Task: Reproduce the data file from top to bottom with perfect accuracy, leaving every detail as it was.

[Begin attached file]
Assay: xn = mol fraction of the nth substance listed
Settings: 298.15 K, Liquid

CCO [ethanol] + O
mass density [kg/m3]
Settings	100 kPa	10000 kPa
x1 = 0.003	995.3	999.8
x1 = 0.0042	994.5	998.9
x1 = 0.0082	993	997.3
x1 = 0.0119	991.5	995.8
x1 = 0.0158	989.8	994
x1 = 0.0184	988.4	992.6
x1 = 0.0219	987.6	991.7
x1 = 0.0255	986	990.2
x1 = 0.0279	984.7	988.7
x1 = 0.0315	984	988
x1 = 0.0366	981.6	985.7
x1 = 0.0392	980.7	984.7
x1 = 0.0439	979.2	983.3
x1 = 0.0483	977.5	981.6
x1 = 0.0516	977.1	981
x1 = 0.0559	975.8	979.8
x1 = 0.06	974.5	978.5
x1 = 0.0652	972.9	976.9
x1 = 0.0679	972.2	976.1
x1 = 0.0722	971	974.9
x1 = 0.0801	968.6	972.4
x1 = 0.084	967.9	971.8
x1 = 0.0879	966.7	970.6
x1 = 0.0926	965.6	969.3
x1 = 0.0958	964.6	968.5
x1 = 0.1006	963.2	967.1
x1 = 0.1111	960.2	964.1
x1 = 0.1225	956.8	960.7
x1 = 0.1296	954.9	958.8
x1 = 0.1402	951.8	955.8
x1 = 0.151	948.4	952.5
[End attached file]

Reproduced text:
Assay: xn = mol fraction of the nth substance listed
Settings: 298.15 K, Liquid

CCO [ethanol] + O
mass density [kg/m3]
Settings	100 kPa	10000 kPa
x1 = 0.003	995.3	999.8
x1 = 0.0042	994.5	998.9
x1 = 0.0082	993	997.3
x1 = 0.0119	991.5	995.8
x1 = 0.0158	989.8	994
x1 = 0.0184	988.4	992.6
x1 = 0.0219	987.6	991.7
x1 = 0.0255	986	990.2
x1 = 0.0279	984.7	988.7
x1 = 0.0315	984	988
x1 = 0.0366	981.6	985.7
x1 = 0.0392	980.7	984.7
x1 = 0.0439	979.2	983.3
x1 = 0.0483	977.5	981.6
x1 = 0.0516	977.1	981
x1 = 0.0559	975.8	979.8
x1 = 0.06	974.5	978.5
x1 = 0.0652	972.9	976.9
x1 = 0.0679	972.2	976.1
x1 = 0.0722	971	974.9
x1 = 0.0801	968.6	972.4
x1 = 0.084	967.9	971.8
x1 = 0.0879	966.7	970.6
x1 = 0.0926	965.6	969.3
x1 = 0.0958	964.6	968.5
x1 = 0.1006	963.2	967.1
x1 = 0.1111	960.2	964.1
x1 = 0.1225	956.8	960.7
x1 = 0.1296	954.9	958.8
x1 = 0.1402	951.8	955.8
x1 = 0.151	948.4	952.5